He's sold smoked eels to Japan and Cheddar cheese to Poland - yet a group of IT students at Buckler's Mead comprehensive school in Yeovil have helped to put him more firmly on the virtual map.
Modern languages teacher Barbara Samuel - who shops at the deli - suggested that Mr Biddle subject his website to the scrutiny of her Year 10 students. And he has been delighted with the results.
"I got 24 e-mail responses from the kids - I wouldn't have believed how interested they are in virtual shopping. They pointed out that I didn't have a telephone number on the site and didn't have a map. I've implemented almost all their ideas," he said.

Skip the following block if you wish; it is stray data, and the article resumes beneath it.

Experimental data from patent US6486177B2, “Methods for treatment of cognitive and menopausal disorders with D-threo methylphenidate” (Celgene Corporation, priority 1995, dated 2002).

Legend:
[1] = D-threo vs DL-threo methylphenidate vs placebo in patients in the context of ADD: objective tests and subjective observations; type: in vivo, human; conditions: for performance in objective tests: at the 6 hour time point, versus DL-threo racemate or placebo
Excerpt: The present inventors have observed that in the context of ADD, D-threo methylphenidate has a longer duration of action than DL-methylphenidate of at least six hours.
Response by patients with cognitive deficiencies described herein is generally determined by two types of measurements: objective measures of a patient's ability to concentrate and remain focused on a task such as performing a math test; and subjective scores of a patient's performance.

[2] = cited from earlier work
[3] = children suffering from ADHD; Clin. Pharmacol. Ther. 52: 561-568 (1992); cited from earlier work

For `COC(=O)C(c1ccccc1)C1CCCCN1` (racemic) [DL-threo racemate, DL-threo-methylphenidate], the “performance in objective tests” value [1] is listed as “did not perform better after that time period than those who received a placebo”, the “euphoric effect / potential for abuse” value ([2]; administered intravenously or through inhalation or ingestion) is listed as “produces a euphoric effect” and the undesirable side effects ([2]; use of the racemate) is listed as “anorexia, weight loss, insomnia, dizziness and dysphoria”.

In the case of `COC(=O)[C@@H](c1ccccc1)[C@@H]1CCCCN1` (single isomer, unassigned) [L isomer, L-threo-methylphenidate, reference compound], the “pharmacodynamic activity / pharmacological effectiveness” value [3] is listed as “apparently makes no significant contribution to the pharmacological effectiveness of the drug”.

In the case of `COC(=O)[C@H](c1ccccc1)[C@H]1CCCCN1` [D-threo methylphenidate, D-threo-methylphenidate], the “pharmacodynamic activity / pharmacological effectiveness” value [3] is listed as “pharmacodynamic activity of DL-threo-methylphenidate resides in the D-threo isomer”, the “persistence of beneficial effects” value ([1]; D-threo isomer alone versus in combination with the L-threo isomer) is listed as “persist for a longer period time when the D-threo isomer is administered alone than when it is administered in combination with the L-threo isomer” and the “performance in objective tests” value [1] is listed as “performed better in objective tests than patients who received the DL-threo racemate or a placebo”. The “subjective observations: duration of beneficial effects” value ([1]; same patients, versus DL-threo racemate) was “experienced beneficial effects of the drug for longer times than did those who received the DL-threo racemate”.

Head of IT Dennis Bagnall said: "Food has become a very popular topic in the media, though I was surprised by how much the exercise captured their imagination. I was also impressed with the maturity they showed in their criticism.
"Everyone was intrigued that a small local company should convey such esoteric information."
Mr Biddle, a former marine engineer, saw the Net as an alternative to posting price lists and newsletters while trying to build up a mail-order business. His website contains village gossip, a guide to local landmarks, and trenchant views on battery farming. "You have to give the site a character, or else people won't come again," he said.
A Year 7 modern languages class at Buckler's Mead also added some colour, designing posters of cheeses and other items with a French flavour. These were scanned into the system and then e-mailed to the site.
For Mr Biddle, e-mail trading is addictive. "I'd love to spend the whole day doing it but we do have a shop to run," he said. His address is www.provender.net